Yep, we now have Hebrew and Yiddish Wordle


Jordan Palmer, Chief Digital Content Officer

Hopefully, you are now not only officially hip to what Wordle is, but its Jewish roots. If not, please read here.  We’ll wait.

Since Wordle went viral, it has inspired a seemingly endless array of spoofs and knockoffs, including now a Hebrew and Yiddish version of the buzzy new daily word game.

In an interview this week with, the game’s inventor Josh Wardle was asked about the knockoffs and said, “I love them. As someone who creates stuff, to see people so inspired by something that you created that they want to riff on it, that’s amazing. That makes me feel so good.”

Apparently, Wardle has made his code “open source” which refers to something people can modify and share because its design is publicly accessible.

Yiddish Wordle

This version of Yiddish Wordle version was created by a former faculty member at Berkeley University named James Conway.

According to his website bio, Conway is “a mathematician, primarily interested in topology and geometry, more specifically: contact and symplectic geometry. I also typeset books, specializing in Hebrew/Yiddish, and translate Yiddish to English.”

“To build the game, I adapted the pre-existing code to work with a Yiddish keyboard, be right-to-left, added a Yiddish wordlist, and hand-picked the secret words,” said Conway, via email. “I decided to build it because many Yiddishists have the same thought throughout their day, ‘If I can have this in English, why can’t I have it in Yiddish too?’ I was enjoying Wordle in English, and I thought: “Why not in Yiddish?”

Hebrew Wordle

Like the English version, Hebrew Wordle is exactly the same game as Wordle, except that word choices and keyboard letters are, well Hebrew.

Wordle, the word game you can’t stop playing, has Jewish relatives

I’ve never been one to be on time for appointments or super addictive internet trends. And while I was recently on time for my monthly beard trim, I find myself a bit late to the party, otherwise known as Wordle.

I first noticed my wife posting her accomplishment of solving the daily puzzle on Facebook, and soon my timeline was filled with posts featuring green, yellow and white boxes, with others doing the same. So this time, instead of completely blowing off the trend as I did with “Angry Birds,” I jumped in and am now being counted among the estimated 2.5 million people who play daily.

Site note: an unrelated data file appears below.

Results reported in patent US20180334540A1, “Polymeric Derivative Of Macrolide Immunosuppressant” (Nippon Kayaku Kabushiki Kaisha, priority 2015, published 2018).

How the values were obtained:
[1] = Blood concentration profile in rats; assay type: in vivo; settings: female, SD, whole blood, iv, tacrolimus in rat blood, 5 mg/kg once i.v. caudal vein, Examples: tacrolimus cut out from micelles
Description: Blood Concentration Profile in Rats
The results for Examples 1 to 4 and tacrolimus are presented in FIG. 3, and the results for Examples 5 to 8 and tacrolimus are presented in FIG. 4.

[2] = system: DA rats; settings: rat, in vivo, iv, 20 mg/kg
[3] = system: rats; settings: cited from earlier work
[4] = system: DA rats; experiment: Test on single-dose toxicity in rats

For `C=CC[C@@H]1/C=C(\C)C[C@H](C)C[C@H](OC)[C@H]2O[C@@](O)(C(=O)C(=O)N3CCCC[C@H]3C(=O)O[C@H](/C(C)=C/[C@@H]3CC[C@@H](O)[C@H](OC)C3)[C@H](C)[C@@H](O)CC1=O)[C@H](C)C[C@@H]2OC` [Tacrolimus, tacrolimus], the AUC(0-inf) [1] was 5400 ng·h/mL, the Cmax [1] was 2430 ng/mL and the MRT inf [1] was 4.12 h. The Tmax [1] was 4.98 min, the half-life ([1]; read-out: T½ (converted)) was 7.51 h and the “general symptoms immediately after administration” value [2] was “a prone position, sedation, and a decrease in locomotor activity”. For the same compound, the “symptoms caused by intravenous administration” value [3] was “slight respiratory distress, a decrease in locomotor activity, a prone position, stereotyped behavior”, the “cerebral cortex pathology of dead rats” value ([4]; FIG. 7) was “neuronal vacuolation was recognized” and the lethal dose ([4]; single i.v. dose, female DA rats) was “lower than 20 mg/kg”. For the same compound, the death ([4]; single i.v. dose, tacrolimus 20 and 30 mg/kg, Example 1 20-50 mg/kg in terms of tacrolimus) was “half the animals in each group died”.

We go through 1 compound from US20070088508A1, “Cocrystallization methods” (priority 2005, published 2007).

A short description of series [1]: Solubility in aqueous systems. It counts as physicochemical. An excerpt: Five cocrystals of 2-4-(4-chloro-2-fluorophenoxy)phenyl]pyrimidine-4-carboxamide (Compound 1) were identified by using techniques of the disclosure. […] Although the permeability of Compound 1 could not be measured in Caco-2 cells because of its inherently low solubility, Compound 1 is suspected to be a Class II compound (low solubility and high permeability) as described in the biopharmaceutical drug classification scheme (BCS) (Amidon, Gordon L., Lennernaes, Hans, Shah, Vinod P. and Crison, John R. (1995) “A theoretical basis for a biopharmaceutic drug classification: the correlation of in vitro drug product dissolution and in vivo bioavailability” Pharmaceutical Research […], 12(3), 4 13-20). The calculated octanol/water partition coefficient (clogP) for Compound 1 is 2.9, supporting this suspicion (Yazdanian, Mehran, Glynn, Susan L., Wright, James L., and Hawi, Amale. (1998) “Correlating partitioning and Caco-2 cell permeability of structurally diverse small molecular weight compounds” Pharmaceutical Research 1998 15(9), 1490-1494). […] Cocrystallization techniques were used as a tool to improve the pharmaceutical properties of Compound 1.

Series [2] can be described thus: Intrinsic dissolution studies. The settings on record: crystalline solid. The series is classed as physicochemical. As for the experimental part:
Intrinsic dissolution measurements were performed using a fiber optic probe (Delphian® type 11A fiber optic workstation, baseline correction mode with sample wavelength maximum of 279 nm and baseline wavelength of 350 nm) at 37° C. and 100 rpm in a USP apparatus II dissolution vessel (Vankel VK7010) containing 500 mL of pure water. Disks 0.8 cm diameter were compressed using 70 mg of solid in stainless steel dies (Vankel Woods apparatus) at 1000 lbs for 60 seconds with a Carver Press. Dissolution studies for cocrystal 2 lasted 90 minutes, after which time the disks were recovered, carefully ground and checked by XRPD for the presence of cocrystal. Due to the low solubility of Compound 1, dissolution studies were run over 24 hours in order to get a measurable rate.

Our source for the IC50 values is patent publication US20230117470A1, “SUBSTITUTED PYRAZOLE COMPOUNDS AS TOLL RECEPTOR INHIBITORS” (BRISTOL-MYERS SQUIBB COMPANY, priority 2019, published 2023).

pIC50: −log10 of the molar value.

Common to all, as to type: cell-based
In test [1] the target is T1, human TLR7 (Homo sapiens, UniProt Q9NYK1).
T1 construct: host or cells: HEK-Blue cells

But, within one minute of starting, I said to my wife, “This is Mastermind.”

What the heck is a Wordle?

Wordle is a simple, free, word-guessing game created by a Brooklyn software engineer named Josh Wardle. He designed it for his partner who enjoys playing word games.

What’s Jewish about Mastermind

Mastermind was my absolute favorite board game in the 1970s. I especially loved the James Bondeque supervillain on the game box, sitting with that smug look on his face, just looking for a fight, making us all realize that we had the power to thwart his evil plans by cracking the code.

What I didn’t know back then was that Mastermind was dreamed up by an Israeli in 1970. The game was created by Israeli postmaster Mordecai Meirovitz, who presented his idea at the 1971 Nuremberg Toy Fair, where the English firm Invicta Plastics purchased the rights.

The original board game was for two players, the codemaker and the codebreaker. The codemaker selects an arrangement of four pegs from a choice of six colors and arranges these in a compartment below the board. The codebreaker selects an arrangement of four pegs, places it on the board. The codemaker then uses a second set of black and white pegs to alert the codebreaker if any of the colors were in the correct spot, or in the code, but in the wrong spot.

Sound familiar?

More than just a game

According to PJ Grisar of The Forward, Mierovitz’s creation spurred more than just creative fun over the last 50 years. The game has been a favorite of mathematicians who have studied it.

Author Clifford A. Pickover wrote in “The Math Book: From Pythagoras to the 57th Dimension, Mastermind ‘was significant, partly due to the long stream of research the game triggered.’”

As Pickover writes, “In 1977 computer scientist Donald Knuth published an algorithm enabling players to crack the code within five guesses, prompting a series of academic papers. But the applications of Meirowitz’s game didn’t end there.”

According to a 2020 Vice article marking the game’s 50th anniversary, the Australian military used the game to train its soldiers. More recently, researchers from the University of Leuven in Belgium developed a genetic algorithm for playing Mastermind and, in 2013, a Spanish team presented a conference paper that brought evolutionary algorithms to gameplay.